In the rich tapestry of history, the states of the Church transcend time and hold great significance. The Pontifical Imperial State of Rome-Ruthenia is the titular secular wing of the United Roman-Ruthenian Church. It is the combination of the historic Pontifical Roman State and the Pontifical Kingdom of Ruthenia and All Rus' to which the Church is heir, carrying a legacy that spans centuries. 

To foster a sense of unity and represent all the historical territories associated with the patrimony of the United Roman-Ruthenian Church (which include an empire, three kingdoms, several principalities, and more), the modern name - Pontifical Imperial State of Rome-Ruthenia - was chosen. Uniting these historic states and church jurisdictions under one banner of fellowship strengthens the bonds of collective heritage within the United Roman-Ruthenian Church and writes a new chapter in their shared history. Despite our diverse backgrounds, we are all part of a greater whole. Today the Pontifical Imperial States stands as an ethno-religious cultural nation without political territory that constitutes a state unto itself, representing people across multiple modern political countries.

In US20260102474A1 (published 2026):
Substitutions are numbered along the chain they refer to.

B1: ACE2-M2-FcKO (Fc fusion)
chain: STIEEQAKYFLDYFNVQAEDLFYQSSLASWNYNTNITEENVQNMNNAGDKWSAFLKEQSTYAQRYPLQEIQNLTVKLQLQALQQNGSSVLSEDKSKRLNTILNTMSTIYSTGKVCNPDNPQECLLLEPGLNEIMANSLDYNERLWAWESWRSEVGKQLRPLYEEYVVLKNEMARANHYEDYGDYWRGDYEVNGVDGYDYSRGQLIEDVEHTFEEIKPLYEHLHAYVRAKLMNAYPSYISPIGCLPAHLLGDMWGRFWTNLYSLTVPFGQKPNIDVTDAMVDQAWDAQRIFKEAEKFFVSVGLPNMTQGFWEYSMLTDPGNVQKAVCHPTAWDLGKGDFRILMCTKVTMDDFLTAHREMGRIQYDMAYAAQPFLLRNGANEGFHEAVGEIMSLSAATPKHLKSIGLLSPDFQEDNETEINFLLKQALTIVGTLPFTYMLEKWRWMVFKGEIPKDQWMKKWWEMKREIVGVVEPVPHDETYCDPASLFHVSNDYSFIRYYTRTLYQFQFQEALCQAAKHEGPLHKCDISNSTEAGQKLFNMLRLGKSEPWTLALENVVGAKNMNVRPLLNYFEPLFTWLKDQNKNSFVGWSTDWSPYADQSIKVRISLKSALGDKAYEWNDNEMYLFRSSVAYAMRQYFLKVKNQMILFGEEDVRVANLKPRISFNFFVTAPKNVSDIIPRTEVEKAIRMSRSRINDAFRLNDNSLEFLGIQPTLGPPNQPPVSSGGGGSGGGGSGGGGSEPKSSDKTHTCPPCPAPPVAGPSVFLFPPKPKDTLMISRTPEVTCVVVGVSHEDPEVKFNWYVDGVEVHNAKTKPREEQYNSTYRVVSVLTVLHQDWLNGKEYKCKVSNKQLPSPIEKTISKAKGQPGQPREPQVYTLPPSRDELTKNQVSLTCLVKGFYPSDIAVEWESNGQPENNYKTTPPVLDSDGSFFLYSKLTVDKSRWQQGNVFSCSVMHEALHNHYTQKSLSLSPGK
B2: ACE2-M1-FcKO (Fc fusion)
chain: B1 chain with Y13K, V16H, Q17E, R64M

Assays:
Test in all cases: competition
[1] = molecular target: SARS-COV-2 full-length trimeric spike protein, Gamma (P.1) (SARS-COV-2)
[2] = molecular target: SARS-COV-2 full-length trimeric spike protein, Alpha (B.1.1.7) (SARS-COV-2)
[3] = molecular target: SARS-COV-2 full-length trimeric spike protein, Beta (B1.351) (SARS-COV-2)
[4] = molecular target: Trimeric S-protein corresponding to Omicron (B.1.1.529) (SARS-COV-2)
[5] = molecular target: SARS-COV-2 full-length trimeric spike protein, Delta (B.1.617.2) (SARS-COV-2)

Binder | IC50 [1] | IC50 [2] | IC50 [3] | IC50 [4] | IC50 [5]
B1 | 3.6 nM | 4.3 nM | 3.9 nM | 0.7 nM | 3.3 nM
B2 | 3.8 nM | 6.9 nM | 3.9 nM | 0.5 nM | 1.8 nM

Top Left: Roman the Great, Tsar of All Rus'
Top Right: Lev II, King of Russia
Bottom Left: Valentinian III Augustus
Bottom Right: Constantine VII,
Byzantine Emperor of Rome

The Church's continued claim over the Pontifical Imperial State may seem puzzling to some, given that it no longer possesses any actual political territory and does not seek to control any political territory. Historical significance, autonomy from secular authorities, diplomatic recognition, and protection of church assets all are contributing factors. Yet, the Church's claim is rooted in its historical significance, for the Church still recognizes its historical connection and significance to the areas that once comprised the Pontifical Imperial State, even though they now belong to other modern political countries. Also, by maintaining its claim over the Pontifical Imperial State, the Church asserts its autonomy and independence from secular authorities. This symbolic declaration reinforces the Church's position as a sovereign entity and serves as a reminder of its spiritual authority. That allows the Church to maintain diplomatic relations with other entities, participate in international affairs, and to function as a sovereign state unto itself, despite lacking political territory. Furthermore, this claim acts as a safeguard against any possible challenges or encroachments on historical assets.